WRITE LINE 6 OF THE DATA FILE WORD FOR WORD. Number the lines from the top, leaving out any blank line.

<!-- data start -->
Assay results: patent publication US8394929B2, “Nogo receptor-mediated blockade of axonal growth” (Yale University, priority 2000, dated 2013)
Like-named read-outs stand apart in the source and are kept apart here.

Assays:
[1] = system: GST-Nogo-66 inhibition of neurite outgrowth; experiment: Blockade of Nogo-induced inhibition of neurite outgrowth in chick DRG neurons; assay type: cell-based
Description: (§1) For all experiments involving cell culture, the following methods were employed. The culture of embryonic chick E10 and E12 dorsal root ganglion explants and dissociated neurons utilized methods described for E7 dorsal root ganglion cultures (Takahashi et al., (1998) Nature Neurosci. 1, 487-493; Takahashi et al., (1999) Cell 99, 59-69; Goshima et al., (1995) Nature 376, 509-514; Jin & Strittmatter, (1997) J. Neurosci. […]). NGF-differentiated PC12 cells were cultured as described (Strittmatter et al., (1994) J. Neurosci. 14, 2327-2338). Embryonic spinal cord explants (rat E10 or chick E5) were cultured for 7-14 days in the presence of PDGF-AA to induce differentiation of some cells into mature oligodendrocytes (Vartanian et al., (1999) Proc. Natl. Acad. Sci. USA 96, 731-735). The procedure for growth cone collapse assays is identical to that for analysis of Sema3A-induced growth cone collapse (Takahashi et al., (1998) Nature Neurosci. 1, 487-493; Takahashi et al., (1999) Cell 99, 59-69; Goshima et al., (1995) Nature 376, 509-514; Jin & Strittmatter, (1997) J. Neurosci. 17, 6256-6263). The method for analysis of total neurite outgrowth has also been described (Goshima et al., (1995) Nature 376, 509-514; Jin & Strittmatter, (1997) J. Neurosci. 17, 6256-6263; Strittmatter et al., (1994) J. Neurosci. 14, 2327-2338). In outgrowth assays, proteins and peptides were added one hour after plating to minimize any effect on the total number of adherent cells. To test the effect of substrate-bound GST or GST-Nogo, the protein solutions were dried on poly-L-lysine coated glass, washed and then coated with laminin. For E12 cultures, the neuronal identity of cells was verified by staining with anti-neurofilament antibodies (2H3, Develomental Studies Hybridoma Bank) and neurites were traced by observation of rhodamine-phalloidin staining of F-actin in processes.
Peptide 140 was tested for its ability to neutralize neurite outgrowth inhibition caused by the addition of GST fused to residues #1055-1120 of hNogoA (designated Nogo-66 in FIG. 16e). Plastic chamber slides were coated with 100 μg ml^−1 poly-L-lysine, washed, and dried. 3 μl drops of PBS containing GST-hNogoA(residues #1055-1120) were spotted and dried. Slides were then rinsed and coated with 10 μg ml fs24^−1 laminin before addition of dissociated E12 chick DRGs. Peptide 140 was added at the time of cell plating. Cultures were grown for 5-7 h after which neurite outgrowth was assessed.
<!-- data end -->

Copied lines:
Peptide 140 was tested for its ability to neutralize neurite outgrowth inhibition caused by the addition of GST fused to residues #1055-1120 of hNogoA (designated Nogo-66 in FIG. 16e). Plastic chamber slides were coated with 100 μg ml^−1 poly-L-lysine, washed, and dried. 3 μl drops of PBS containing GST-hNogoA(residues #1055-1120) were spotted and dried. Slides were then rinsed and coated with 10 μg ml fs24^−1 laminin before addition of dissociated E12 chick DRGs. Peptide 140 was added at the time of cell plating. Cultures were grown for 5-7 h after which neurite outgrowth was assessed.